The Bangla effect

Bengali writer Sharatchandra remained my favorite, and I always wished to read him someday in Bangla. Every bengali girl appeared a liberated woman from his novel. 

Dusky yet chubby, nerdy yet flirt, melodramatic yet vivacious. 

The day I learnt the bangla script, I bought ‘sharat sahita samagra‘ and began reading the same stories in bangla. To magnify the effect, I switched my room partners to bengali guys and roamed around with bengali girls. My hairs began to curl and was almost about to get a thick spectacle. Could have almost married a bengali woman, but I survived. 

Pulled away from jaws of this magnetic culture. 

The beautiful people who love to preserve their culture, the literature and the music. No wonder, its one of the most read and spoken languages on earth.

Well, I went on to learn Marathi, Telugu and Kannada too. But, could never assail myself to literary adventures in these languages. They remained working languages where I could only talk and understand maladies of my patients. I can discuss cough, diarrhea, piles in all these languages but Kavi Kuvempu or PuLa Deshpandey remained a mystery.

When I came to Norway, I mastered Norsk in same way or rather a bit more organised than Marathi or Kannada. Now, I write complex scientific literature in Norsk and bit more grammatically sound than natives sometimes.

But, the bengali connection reigns supreme. It probably never played any role in profession or economics of my life. Just the literature or ‘sahitya’.

If one wishes to revive hindi, its not the signboards or official notifications, but the sahitya. Revive Munshi Premchand and Niralas, hindi would bounce back.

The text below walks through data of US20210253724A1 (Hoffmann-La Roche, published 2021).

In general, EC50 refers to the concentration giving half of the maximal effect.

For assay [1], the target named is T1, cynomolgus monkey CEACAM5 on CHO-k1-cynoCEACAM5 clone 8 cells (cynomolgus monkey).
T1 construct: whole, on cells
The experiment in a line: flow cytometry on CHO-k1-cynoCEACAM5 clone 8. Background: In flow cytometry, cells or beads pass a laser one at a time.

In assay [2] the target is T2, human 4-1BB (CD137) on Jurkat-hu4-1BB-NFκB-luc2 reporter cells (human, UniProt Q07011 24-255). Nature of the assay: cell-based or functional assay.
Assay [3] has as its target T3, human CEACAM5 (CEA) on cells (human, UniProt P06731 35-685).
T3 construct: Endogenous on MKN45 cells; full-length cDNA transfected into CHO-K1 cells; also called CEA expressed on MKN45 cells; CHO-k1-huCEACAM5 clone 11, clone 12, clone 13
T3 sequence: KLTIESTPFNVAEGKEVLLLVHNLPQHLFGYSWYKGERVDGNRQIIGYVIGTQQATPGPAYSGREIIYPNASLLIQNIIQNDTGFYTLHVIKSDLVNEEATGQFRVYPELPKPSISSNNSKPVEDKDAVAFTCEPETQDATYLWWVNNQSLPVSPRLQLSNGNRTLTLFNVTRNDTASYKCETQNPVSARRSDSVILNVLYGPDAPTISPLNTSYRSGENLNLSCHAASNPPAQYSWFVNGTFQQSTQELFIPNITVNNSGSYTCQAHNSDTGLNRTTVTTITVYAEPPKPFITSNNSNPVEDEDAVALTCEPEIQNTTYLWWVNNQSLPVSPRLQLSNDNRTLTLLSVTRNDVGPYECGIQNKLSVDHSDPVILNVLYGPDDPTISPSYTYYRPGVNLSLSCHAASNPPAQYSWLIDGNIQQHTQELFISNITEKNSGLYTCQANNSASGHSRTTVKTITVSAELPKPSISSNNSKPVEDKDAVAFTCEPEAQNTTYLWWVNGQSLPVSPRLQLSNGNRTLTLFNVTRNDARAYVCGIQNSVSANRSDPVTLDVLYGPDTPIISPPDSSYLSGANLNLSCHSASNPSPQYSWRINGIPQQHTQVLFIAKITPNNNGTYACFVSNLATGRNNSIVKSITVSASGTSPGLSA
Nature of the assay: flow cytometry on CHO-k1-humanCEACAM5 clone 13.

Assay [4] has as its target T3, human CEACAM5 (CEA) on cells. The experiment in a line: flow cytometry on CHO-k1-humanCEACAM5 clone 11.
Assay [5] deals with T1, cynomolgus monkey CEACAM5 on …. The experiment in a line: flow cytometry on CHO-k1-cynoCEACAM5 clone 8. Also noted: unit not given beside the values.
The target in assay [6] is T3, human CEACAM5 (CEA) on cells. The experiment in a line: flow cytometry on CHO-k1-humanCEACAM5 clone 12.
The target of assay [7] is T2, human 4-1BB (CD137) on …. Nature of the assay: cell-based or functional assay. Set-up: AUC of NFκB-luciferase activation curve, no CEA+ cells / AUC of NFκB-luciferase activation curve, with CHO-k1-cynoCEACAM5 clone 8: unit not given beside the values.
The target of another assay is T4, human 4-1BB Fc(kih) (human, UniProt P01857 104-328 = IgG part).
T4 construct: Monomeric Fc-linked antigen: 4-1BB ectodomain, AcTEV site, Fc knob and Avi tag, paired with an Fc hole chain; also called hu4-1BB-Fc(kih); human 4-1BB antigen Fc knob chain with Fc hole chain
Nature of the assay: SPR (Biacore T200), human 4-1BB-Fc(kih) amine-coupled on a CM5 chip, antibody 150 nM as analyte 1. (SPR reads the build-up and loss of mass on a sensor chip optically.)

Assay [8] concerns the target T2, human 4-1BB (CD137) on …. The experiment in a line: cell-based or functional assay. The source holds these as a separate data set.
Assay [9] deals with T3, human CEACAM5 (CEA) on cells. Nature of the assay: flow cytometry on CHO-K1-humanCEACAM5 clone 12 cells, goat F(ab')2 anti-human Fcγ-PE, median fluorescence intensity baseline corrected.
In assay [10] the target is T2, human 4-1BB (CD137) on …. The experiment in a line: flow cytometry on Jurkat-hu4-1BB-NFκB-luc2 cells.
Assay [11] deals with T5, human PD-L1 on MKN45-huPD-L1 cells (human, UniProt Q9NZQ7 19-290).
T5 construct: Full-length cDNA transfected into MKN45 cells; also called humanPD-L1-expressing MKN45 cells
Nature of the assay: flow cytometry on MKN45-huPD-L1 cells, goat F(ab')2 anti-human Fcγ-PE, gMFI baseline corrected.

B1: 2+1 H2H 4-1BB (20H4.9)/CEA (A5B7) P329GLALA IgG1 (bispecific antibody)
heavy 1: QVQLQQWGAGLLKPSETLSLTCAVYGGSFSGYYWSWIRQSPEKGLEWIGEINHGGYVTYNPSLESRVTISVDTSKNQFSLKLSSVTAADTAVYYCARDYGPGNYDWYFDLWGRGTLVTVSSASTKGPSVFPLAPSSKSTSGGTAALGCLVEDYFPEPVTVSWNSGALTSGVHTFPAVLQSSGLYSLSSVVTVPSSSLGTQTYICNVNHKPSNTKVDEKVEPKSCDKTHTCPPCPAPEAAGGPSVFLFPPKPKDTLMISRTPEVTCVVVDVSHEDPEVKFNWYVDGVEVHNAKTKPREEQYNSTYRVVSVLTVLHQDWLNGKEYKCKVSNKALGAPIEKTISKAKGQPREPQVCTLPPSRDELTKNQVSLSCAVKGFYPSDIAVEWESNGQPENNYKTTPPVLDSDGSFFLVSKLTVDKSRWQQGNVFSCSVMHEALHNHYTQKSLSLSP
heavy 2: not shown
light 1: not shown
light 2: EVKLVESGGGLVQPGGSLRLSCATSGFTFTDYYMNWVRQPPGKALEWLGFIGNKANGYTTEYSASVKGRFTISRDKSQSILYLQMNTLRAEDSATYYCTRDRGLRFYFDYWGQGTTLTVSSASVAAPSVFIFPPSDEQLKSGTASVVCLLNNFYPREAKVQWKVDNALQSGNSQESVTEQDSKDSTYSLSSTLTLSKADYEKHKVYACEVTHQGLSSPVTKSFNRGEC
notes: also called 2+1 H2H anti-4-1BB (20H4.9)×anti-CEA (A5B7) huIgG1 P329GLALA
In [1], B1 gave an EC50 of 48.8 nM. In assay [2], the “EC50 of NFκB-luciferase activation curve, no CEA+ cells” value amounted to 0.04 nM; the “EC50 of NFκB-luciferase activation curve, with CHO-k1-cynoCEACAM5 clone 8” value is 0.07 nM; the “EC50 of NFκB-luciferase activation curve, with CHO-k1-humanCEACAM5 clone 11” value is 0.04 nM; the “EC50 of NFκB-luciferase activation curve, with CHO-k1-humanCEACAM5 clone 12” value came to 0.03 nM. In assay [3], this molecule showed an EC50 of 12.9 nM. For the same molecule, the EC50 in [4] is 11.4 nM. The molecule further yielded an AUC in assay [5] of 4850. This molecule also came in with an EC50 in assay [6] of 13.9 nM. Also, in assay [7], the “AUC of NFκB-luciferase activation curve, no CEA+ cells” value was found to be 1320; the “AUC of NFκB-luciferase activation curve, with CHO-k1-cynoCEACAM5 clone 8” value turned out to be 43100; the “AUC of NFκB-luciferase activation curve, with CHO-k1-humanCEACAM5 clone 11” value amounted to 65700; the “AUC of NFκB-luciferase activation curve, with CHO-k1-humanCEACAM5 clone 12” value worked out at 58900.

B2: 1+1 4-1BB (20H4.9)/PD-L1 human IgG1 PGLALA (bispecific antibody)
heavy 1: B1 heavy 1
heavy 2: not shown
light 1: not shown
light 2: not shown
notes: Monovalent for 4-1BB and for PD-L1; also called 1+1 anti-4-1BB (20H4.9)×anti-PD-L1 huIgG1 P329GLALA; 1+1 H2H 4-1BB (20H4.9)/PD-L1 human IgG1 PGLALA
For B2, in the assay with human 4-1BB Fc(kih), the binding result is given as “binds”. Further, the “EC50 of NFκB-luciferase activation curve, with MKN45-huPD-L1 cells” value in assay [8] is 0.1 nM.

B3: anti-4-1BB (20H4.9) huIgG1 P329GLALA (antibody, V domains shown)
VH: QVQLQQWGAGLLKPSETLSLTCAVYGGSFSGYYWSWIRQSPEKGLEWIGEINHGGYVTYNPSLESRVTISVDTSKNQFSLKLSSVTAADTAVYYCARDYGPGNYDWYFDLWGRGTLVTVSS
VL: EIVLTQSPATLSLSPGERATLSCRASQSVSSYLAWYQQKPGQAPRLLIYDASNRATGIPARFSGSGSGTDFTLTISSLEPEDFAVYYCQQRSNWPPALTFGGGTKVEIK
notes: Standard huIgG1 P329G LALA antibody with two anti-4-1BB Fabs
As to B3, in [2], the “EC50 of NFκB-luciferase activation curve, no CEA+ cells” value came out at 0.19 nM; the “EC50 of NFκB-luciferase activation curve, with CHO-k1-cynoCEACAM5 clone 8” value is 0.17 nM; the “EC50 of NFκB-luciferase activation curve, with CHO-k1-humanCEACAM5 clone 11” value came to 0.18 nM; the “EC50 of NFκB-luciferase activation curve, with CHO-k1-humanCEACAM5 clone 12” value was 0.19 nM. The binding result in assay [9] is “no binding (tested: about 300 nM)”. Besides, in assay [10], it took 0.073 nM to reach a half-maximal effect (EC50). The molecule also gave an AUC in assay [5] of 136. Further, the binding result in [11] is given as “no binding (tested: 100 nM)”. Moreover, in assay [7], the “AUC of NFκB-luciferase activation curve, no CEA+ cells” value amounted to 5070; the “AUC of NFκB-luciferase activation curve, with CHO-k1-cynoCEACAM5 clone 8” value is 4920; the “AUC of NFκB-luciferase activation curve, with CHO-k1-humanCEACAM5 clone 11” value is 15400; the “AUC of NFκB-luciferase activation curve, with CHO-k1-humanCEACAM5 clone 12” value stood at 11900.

12 thoughts on “The Bangla effect

  1. Good for you to know so many languages. I am just into Hindi and English, but have an affinity for Punjabi.

    I liked a couple of years in Kolkata though, but just learned ‘Hobe Na’

  2. Quite the multilingual, Mr. Indisk Bhaashi! Bravo.
    I grew up among a lot of Bengali teachers and students but never learnt the language. Now I lament the missed opportunities. Still understand it a bit and hope to learn it someday. Agreed, it’s a magnetic culture.
    Hindi literature has fallen way down the interests of readers, me included. All of us need to rediscover the magic of a “Mansarovar” or a “Godaan.”
    Terrific post, as usual.

  3. Chesta korlam Bangla script khuje type korte, but somehow did not work. Of all that I have known about you from your posts, eta jana chhilo na je apni akjon Bangla pathok o. Ami Kolkatay thakar somoy e jantam, bujhtam je Bangla as a language is well respected. But manush je ei bhasa ta k kotota respect kore seta bodhoy Bangalore na asle bujhte partam na. So far jader sathei Bangla niye kotha hoyechhe, sobai bolechhen je bangla naki khub e misti. Your post made my day!

  4. I am in awe of you, sir! I know a little bit of several languages, but struggle to make myself understood in anything but English, despite having attempted to learn several others.

  5. Ah i’m a bengali and this post makes me immensely happy! 😀 though i must say that i never got around to reading and writing bangla, i have the kind of connect that you have towards us, with the south and sambar 🙂

  6. Jha Sa’ab, had no idea you were a polyglot. I can barely read Gurumukhi and my spoken Punjabi isn’t all that great either. Kudos to you!

    1. Haha! I am not quite good either but yeah circumstances pushed me a bit. Besides, idea was not to get praised myself but to lift hindi. Think message went haywire again 🙂

  7. You nailed it! If one wants to revive a language…… enforcing it officially doesnt help …. ..encourage ‘sahitya’…….. So true!

  8. You ability to own a language always amazes me. You write in Hindi with the same, sometimes even greater flourish, as you write in English…and now you tell me that you have some other languages stashed away! Jha Sa’ab, I doff my hat.

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